Saturday, July 25, 2015


Today I came across this article about living with Fibromyalgia. It should be filed under 'Things I wish I'd known +25yrs ago.... ', oh and also things I wish my GP had known! Thankfully these days such things rarely get written off as 'Yuppie flu' and other dismissive names and are taken seriously, even if still not easily diagnosed.

Most of the time over the years it isn't the really severe stuff I have had to deal with, just lots of little things being out of kilter enough to make getting through the day (and night) harder work than it should be. It would've been reassuring to know that whilst not 'normal' by most standards, it at least had an explanation and I wasn't imagining things/cracking up/being pathetic etc. And I most certainly couldn't fix it all by 'pulling myself together'!

Understanding is usually what is needed rather than sympathy, but it is hard to get that when you can't explain what is wrong. It's hard enough to give yourself permission to be less than 100% when you do know why today your body just isn't going to cooperate, let alone for anyone else to. It might be okay tomorrow, but then again it might not. Frustrating at the best of times, and unsurprising that you can get labelled as 'just putting it on'.

Contrary to accepted wisdom when living with any disability, trying to push through it and 'not let it beat you' is usually asking for more trouble. Instead make the most of the good days, but Don't Over-Do It is a far better bet! Unfortunately what constitutes 'too much' can fluctuate wildly, and generally you only figure out how much it is once you've gone past it. I've decided that living life at 60% is far preferable to pushing for 100% and then crashing down to 10% as a result. If some days then work out at 80% then that's fantastic, but far better to plan for lower and occasionally surpass it than always feel as though you're failing to meet your targets. That doesn't do your morale or self-esteem any good whatsoever, and heaven knows we've enough challenges to those without imposing unnecessary extra burdens. Having said this, it is one thing to know this intellectually - living by it all the time can be another matter entirely! It is hard to remember to rest when you still have energy to do more, no matter how much you know you're just borrowing energy from a future day.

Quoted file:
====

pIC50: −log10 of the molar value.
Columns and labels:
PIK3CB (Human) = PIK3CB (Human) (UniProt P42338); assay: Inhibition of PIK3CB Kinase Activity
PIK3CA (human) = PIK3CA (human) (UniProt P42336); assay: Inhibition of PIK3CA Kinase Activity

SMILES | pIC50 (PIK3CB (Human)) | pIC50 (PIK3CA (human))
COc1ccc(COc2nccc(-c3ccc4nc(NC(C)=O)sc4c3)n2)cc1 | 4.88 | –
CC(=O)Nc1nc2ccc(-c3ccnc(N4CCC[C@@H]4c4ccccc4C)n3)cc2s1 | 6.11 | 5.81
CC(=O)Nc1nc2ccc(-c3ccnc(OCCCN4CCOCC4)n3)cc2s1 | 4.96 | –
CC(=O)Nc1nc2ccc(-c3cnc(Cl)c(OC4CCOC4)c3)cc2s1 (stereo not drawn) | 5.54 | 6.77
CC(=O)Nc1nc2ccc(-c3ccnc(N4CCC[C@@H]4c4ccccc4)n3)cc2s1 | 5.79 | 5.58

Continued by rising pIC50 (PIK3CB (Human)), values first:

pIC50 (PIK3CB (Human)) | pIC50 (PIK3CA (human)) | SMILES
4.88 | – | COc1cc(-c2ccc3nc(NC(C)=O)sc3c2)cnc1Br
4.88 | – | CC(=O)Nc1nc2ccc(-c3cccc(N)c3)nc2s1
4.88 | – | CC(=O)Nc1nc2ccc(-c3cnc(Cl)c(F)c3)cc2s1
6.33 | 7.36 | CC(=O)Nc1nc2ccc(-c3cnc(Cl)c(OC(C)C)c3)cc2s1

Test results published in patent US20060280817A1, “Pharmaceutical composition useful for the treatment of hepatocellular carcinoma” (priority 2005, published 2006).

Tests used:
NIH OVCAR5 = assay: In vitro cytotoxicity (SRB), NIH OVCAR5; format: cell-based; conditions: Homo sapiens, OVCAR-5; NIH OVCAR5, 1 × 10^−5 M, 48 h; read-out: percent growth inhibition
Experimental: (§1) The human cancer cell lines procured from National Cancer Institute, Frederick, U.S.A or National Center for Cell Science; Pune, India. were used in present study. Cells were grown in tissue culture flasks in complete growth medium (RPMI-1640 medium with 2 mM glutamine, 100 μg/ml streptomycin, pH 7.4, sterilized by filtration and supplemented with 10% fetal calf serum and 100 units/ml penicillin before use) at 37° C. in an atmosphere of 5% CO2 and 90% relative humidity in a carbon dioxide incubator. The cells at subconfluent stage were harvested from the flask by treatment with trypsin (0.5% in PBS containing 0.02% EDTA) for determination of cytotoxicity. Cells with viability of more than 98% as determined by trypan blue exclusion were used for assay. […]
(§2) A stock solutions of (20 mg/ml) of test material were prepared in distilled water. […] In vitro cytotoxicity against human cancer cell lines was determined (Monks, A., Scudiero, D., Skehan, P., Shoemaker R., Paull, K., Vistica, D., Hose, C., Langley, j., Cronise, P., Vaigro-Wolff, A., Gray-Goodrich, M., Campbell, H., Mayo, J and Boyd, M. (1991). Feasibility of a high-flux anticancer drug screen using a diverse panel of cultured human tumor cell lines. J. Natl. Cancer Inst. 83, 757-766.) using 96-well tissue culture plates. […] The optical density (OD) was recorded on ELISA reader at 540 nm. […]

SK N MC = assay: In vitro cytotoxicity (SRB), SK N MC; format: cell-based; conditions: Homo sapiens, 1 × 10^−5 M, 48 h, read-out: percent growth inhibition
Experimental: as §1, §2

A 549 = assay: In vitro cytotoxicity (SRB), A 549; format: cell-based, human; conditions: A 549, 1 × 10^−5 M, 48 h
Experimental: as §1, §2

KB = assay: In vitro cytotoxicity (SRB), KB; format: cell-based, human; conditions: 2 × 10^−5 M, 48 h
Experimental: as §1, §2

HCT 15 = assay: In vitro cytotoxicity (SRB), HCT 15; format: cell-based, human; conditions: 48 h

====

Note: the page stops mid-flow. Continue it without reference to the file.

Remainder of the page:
The more I learn about fibromyalgia, the more things make sense. It is so reassuring to know that other people have experienced their 'hair hurting', or getting pins and needles in the arm from holding up a book to read, or a dead leg from sitting on a hard surface for 10 minutes! None of which are the sort of thing you'd go to the GP over on their own (or we'd be there every week!), but they add up and affect your quality of life.

I love the Kiwi Facebook support group I've joined for the supportive community that readily chips in with 'Yes, me too!' whenever anyone asks 'Does anyone else get....' and shares experiences of various medical options and coping mechanisms etc. It makes such a difference to have people who understand what you're going through, but also understands that each of us has our own peculiar combination of symptoms and what works for one doesn't necessarily work for another. Anyone who tries telling someone that they can't possibly have/do/experience something with Fibro/CFS/ME etc is quickly shut down by the admins, that kind of comment isn't helpful, it isn't kind, and it certainly isn't necessary.

So, having got quite a bit ticked off my to do list today, and whilst someone else is cooking tea (yay!) I'm now going to relax, and read my book for a bit because I suspect I'm pretty close to having used up my spoons for the day, and it's only 5pm!

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